Vote Explanation for H.R. 5 — Regulatory Accountability Act of 2017

H.R. 5, the Regulatory Accountability Act, is another Republican attempt to hobble government under the guise of regulatory reform. The bill would severely undermine the ability of our federal agencies to implement regulations on a variety of issues from consumer protection to climate change and health care. I believe we need to cut government red tape and make sure regulations are smart, beneficial, and up-to-date, but this legislation adds red tape to the regulatory process.

H.R. 5 modifies the federal rulemaking process by requiring all federal agencies to consider more than 70 new criteria when issuing rules or regulations. The bill includes a directive for agencies to hold hearings and issue advance notices of proposed rulemaking for costly regulations, in addition to allowing for judicial review of interim rules.

Additionally, H.R. 5 prohibits courts from considering or deferring to agencies’ interpretations of laws or regulations when hearing challenges to regulations. Currently, when a federal court reviews whether an agency decision is consistent with the law, the court must defer to the agency when Congressional intent is not clear and the agency’s interpretation is reasonable. This principle, known as the Chevron Doctrine, has been settled law for over thirty years. It gives agency decision makers the necessary leeway to interpret statutes when their meaning is not clear. By revising this policy, H.R. 5 results in the opinions of federal judges, not agency subject matter experts, determining the validity of technical policy determinations.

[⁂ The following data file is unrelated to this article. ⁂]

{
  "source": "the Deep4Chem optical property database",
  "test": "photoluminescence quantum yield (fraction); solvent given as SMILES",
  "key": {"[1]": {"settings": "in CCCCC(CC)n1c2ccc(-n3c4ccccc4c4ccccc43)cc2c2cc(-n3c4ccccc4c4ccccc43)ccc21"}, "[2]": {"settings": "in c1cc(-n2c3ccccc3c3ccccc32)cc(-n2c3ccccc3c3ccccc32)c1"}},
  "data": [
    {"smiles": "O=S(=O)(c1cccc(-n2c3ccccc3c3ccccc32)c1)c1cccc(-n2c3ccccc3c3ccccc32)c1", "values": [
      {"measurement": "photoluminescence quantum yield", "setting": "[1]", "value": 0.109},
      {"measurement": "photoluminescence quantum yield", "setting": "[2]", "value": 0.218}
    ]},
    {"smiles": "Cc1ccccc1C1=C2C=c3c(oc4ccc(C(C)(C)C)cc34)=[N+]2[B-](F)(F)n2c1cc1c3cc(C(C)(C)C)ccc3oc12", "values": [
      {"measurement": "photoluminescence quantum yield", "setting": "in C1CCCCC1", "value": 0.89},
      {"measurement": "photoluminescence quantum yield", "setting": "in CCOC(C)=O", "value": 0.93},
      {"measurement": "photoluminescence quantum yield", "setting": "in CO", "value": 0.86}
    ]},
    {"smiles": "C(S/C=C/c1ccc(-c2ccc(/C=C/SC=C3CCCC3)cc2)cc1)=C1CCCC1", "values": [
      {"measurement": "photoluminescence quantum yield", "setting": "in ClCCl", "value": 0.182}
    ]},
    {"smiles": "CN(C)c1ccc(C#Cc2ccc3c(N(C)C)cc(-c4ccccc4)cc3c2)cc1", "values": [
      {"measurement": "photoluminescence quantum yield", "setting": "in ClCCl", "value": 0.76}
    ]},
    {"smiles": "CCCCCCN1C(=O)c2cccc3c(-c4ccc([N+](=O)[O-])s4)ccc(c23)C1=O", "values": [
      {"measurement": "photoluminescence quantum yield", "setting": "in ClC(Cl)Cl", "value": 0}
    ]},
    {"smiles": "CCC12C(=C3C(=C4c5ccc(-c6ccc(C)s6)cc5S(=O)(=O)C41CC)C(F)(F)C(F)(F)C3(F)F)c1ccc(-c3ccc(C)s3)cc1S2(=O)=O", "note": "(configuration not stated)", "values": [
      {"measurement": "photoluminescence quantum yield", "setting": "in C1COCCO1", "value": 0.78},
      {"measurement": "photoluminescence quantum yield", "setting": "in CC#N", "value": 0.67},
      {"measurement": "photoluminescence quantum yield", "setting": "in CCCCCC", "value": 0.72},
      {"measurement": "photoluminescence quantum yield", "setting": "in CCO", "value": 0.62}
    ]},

While I support efforts to ensure that regulations are efficient and cost-effective, this legislation goes too far by adding significant obstacles to our federal rulemaking process that could potentially prevent agencies from carrying out important oversight. For this reason, I voted against passage of the bill.